Strikes involving more than 150 housing maintenance workers from Greenwich Council have been "paused" to allow the council more time to resolve the pay dispute.

The strike action, initially planned for today and tomorrow (July 1 and 2) is in response to the council's plans to cut wages by up to 30 per cent over four years, following a highly contentious "benchmarking exercise".

Greenwich Council had also indicated it was considering the controversial "fire and rehire" practice - according to Unite - to dismiss the workers and then lower their pay.

This dispute resulted in strike action in both May and June, with the council having to run a reduced housing repairs service on June 12 due to the walk out.

However, since then the council has not continued its attempts to cut pay or made any action to "fire and rehire" the workforce, prompting the workers to pause their industrial action.

An opportunity towards negotiation to end the dispute is now possible.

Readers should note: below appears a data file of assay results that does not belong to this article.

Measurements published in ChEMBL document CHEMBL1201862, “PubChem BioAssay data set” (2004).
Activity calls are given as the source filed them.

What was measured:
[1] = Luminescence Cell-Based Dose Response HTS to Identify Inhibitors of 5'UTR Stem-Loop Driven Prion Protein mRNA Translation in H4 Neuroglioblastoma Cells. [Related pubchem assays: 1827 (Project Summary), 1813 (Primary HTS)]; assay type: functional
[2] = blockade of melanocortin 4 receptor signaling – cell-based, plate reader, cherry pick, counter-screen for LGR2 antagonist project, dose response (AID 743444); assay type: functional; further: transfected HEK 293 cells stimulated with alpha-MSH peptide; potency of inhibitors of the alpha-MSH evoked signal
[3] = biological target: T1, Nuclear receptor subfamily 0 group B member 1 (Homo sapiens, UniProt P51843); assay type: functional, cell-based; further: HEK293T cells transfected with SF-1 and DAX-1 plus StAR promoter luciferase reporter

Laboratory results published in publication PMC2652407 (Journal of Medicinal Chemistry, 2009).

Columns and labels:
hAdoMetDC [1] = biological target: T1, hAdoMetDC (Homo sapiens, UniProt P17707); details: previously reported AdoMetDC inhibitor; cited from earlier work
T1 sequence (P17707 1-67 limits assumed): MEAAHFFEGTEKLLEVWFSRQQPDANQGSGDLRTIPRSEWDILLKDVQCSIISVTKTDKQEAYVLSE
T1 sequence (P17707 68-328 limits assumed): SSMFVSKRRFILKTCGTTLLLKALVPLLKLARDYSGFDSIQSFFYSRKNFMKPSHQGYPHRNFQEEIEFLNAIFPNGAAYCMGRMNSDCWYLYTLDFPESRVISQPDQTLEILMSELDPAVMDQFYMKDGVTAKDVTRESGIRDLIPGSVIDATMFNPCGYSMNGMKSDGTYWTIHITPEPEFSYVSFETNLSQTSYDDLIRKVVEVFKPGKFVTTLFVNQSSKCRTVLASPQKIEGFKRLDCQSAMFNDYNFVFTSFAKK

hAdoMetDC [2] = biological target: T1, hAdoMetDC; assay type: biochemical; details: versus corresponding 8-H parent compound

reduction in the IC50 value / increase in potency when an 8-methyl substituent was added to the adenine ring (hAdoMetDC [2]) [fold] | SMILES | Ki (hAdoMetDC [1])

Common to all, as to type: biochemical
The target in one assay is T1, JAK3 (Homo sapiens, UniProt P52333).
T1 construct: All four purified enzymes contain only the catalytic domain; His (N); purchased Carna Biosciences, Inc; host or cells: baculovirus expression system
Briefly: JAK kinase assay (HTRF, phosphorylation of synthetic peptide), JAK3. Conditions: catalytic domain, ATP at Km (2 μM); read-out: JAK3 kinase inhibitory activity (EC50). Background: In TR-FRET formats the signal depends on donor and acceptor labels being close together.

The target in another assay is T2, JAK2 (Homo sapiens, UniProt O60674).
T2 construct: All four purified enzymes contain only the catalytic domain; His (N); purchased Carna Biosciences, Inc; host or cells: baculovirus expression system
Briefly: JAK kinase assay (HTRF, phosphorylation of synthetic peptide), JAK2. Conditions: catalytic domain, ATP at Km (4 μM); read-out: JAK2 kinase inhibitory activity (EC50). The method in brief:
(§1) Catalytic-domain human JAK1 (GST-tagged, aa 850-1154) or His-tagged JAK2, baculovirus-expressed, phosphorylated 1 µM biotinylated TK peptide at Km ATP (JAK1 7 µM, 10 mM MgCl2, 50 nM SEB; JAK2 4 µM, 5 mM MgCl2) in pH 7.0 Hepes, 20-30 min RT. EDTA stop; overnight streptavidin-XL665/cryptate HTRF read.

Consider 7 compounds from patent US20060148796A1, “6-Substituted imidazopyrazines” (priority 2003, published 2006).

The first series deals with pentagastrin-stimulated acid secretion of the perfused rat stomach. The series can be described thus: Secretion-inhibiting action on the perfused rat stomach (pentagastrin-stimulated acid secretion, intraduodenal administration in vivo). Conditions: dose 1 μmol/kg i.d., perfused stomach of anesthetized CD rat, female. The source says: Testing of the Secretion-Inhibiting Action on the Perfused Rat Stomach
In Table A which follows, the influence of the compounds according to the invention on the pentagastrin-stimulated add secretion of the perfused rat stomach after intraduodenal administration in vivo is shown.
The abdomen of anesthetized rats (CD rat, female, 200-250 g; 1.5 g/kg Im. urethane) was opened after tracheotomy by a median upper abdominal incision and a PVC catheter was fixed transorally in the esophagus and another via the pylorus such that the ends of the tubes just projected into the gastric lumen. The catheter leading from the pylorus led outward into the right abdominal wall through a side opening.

READ MORE: Greenwich Council housing workers to strike again over pay

Unite regional officer Mary Summers said that the strikes had been "paused to allow Greenwich council the opportunity to confirm that it will not use the disgraceful practice of fire and rehire on its own workers".

Ms Summers added: "If Greenwich fails to confirm it supports Labour’s manifesto commitment to ban fire and rehire and continues with plans to cut workers' pay, then the strikes scheduled for later in July will go ahead as planned."

A second set of strikes planned for July 15 and 16 will still take place if the demands are not met.

Following the pause in strike action, a council spokesperson said: "We welcomed the suspension of strike action as no-one was benefitting from these strikes and staff were losing money.

"Having already increased our offer on several occasions - including a commitment to a phased approach - we would welcome a return to reasonable discussions as we cannot continue the current position where we are paying far and above industry average, in some cases upwards of £100,000."